David Barton’s sidekick Rick Green has introduced his readership to a law of online discourse: Godwin’s Law of Nazi Analogies.
After evangelical publisher Thomas Nelson hit the ‘unpublish’ button last week on Barton’s latest book, The Jefferson Lies, Green took to his blog to defend his WallBuilder’s Live co-host. Green goes after the “leftwing bloggers, elitist professors, and downright jealous peers” who he says forced Thomas Nelson’s hand. He does not, however, go after the evangelical pastors who boycotted the book, nor does he go after the conservative Christian scholars who ripped the book’s inaccuracies. Jay W. Richards of the creationist Dicovery Institute? Not a peep about him either. And the folks with the final word on pulling the book, Thomas Nelson, basically get a free pass from Green.
But the rest of you — you leftists, elitist professors and jealous peers — you’re a bunch of Adolf Hitlers and Saul Alinskys.
Question: What do elitist professors have in common with Adolf Hitler & Saul Alinsky?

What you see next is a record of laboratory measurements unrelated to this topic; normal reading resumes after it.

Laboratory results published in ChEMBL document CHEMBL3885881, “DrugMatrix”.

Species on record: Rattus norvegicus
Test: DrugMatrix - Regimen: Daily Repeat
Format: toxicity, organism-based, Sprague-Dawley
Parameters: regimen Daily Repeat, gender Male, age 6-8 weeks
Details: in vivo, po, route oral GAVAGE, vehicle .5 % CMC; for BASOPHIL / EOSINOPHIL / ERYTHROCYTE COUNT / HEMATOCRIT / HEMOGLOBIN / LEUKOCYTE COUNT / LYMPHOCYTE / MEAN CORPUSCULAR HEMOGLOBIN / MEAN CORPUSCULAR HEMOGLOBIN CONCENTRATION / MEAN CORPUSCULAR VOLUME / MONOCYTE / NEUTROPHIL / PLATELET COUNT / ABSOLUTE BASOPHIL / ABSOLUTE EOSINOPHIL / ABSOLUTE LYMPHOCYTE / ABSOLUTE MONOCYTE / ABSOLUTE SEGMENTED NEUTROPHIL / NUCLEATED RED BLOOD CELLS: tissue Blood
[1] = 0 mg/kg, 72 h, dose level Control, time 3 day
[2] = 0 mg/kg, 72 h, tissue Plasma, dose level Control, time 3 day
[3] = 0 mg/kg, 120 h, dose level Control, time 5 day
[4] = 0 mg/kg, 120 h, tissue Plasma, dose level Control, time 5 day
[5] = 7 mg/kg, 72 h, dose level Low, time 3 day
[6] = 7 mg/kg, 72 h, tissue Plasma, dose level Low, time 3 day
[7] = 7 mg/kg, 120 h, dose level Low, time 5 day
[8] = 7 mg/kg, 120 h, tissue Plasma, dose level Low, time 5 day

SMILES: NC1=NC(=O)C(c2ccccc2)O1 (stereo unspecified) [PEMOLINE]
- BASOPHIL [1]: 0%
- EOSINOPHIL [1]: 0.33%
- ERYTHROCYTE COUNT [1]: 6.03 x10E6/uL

Answer: They masterfully use the powerful art of innuendo to falsely defame those with which they disagree.
Definition of Innuendo: A derogatory hint or reference to a person or thing.
The internet is abuzz today with leftwing bloggers, elitist professors, and downright jealous peers licking their chops and rubbing their hands in excitement as they repeat the juicy quotes about David Barton books being full of “embarrassing factual errors, suspiciously selective quotes, and highly misleading claims.”
Yet not a single article can point to a single factual error, quote out of context, or misleading claim.
How ‘bout that.
These articles are all celebrating the fact that Thomas Nelson is pulling “The Jefferson Lies” because “…there were some historical details included in the book that were not adequately supported.”
Does “not adequately supported” mean the same as “not supported?”
Of course not!
It means that those who disagree with Barton have pressured the publisher to side with their slanted views regarding how much support is needed for this claim or that claim.
For those who are unaware, Godwin dictates that given enough time someone in an online discussion will make a misplaced comparison to Hitler or Nazi Germany. Incidentally, a newer tenet of Godwin states that once a reference to Hitler/Nazis is made, the discussion is over and the user of the reference has lost the argument. Green starts his blog post with the Hitler reference.